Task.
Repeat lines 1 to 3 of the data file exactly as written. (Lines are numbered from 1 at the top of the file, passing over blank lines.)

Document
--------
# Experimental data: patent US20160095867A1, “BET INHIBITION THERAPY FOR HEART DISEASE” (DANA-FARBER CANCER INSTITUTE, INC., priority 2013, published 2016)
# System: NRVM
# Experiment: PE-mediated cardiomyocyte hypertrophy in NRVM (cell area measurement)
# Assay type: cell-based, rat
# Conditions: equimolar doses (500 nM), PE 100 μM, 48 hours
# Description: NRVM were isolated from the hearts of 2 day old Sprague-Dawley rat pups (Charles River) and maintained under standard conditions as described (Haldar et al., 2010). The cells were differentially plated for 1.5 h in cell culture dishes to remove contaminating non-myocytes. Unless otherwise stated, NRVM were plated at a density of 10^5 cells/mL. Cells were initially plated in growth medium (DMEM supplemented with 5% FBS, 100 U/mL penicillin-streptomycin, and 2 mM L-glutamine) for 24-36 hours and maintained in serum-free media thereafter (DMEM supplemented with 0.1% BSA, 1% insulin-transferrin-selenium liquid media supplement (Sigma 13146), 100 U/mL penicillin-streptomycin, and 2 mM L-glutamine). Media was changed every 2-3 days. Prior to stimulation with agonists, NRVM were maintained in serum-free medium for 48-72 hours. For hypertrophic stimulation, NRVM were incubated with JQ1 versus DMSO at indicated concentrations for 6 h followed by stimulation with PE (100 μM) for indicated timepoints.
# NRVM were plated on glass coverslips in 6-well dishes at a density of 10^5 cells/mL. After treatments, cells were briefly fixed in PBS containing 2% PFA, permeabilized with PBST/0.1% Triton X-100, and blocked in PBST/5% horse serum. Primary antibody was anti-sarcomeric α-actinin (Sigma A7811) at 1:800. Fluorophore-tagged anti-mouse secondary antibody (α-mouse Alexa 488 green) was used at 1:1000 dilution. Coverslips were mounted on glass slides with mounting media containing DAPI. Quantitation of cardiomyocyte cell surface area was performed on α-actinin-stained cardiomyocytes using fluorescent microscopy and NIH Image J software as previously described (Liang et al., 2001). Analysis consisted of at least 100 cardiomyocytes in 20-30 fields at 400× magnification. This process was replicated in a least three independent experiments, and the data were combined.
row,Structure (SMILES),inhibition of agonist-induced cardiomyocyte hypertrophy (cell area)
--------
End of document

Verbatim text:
# Experimental data: patent US20160095867A1, “BET INHIBITION THERAPY FOR HEART DISEASE” (DANA-FARBER CANCER INSTITUTE, INC., priority 2013, published 2016)
# System: NRVM
# Experiment: PE-mediated cardiomyocyte hypertrophy in NRVM (cell area measurement)